Sometimes you want to say NO and hope that the other person will recognise from your facial expressions or gestures that you don't want this or that. How often do you give in, mumble a "well..." and silently hope that the other person will withdraw their request of their own accord? But that rarely happens; so you sit in the pit you have dug for yourself. If you think, "You think that I think...", you are going down a blind alley from which it will be very difficult to get out. It is also possible that you say NO too drastically and that exactly what you feared happens: the other person feels hurt.

This does not mean justifying oneself. It is about building a bridge for the other person so that the rejection is acceptable.

  • Refuse the request and not the person ("I would like to help you, but right now I can't because of...").

  • Saying no as clearly and distinctly, but at the same time as gently and respectfully as possible.

  • Give reasons for the no

  • Understand the person asking ("I understand that you have a lot on your plate right now...").

  • Thanking the person for the request ("thank you for trusting me to do this...").

  • Offer an alternative that is easier to fulfil.

  • Find other words for the NO: Stop! , however, I could now..., If I do, give, make this now, then ...,

  • Deny a part ("I can't do it for you today, but if it helps you, I'll do it tomorrow...").

  • Pack the no humorously, be creative

  • Being consistent and naming consequences ("if I do this now, then we can't do it later....")

  • Be aware of boundaries

  • Use body language.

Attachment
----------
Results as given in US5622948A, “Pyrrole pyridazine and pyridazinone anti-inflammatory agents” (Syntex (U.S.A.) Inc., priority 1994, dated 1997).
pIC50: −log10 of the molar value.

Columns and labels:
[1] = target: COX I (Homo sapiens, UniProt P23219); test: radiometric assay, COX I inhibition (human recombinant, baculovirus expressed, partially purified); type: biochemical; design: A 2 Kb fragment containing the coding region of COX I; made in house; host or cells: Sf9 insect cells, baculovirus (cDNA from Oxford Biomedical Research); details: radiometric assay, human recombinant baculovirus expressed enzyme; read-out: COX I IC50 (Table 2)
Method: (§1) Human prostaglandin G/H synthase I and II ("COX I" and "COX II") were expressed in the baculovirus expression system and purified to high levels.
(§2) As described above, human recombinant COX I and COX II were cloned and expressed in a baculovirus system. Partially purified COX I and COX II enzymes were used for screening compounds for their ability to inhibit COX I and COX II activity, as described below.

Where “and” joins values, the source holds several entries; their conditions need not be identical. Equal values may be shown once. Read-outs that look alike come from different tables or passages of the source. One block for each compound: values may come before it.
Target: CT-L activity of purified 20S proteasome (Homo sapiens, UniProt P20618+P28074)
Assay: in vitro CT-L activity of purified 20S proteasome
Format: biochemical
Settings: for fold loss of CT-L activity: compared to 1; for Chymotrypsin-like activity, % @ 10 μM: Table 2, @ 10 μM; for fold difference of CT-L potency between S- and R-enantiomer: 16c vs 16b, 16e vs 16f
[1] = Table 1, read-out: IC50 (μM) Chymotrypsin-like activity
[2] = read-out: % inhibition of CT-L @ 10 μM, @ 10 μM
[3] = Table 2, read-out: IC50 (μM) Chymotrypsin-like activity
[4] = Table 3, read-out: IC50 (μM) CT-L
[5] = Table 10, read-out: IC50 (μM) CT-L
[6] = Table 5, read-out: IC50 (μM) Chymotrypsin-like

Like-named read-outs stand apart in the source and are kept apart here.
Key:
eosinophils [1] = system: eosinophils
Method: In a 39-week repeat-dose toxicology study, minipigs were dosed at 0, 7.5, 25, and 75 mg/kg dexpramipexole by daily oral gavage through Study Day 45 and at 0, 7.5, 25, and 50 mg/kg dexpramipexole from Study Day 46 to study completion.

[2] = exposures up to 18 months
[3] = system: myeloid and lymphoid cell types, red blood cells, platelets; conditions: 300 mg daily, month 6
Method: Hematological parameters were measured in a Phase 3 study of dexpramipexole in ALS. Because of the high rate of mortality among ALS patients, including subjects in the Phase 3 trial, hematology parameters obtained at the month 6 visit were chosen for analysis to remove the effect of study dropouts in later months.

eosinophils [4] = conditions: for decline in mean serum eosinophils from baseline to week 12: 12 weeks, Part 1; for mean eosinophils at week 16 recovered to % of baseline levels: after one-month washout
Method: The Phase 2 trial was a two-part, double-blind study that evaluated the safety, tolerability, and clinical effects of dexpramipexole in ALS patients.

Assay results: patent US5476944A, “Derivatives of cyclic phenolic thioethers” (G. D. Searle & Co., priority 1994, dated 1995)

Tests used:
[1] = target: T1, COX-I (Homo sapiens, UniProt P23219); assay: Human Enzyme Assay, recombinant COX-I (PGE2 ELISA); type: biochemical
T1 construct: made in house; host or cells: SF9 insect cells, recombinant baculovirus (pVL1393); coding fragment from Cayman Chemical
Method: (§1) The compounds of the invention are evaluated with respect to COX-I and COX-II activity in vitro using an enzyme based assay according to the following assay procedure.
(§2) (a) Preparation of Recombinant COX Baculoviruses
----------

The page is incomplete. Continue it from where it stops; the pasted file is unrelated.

Cross your arms and shake your head slowly from right to left. What happens? The movement signals to the brain that you are allowing yourself a friendly defence.

  • If you let yourself be taken by surprise and have already nodded in agreement, you can always renegotiate. It is important that you are aware of your motives - YOU do not need to justify yourself!

  • Beware of white lies and excuses! They can be exposed and make the situation worse. It is better to say no honestly!

What to do if the other person insists and persists in asking?

  • Sometimes a clear word is needed here. Here, too, you can address the strategy used, such as "You obviously want to get me to say "yes" by all means now - I'm really sorry, but that won't work this time."

  • "You seem very keen to change my mind. But unfortunately I can only repeat once again that it won't work today."

Finally, ask yourself these questions: How do you handle it when you get a no?

  • Can you take no for an answer?

  • Do you feel rejected, offended or hurt when someone does not comply with your request?

  • How do you deal with disappointment?

  • Do you get angry? How do you deal with anger?

  • Can you give the other person a "no"?

  • If you can allow others to say no without feeling devalued, then you will find it easy to set yourself apart.

You can learn to say no. It makes life easier for yourself and your fellow human beings!

Friederike Hepner-Ramm

About the author

Friederike Hepner-Ramm has worked for many years as a coach and mediator as well as a burn-out and resilience trainer and offers team days for social institutions. She gives lectures and seminars on various topics.

Her colourful and multi-layered life has taught her above all that every person is different and has individual needs. It is a great pleasure for her to respond to this.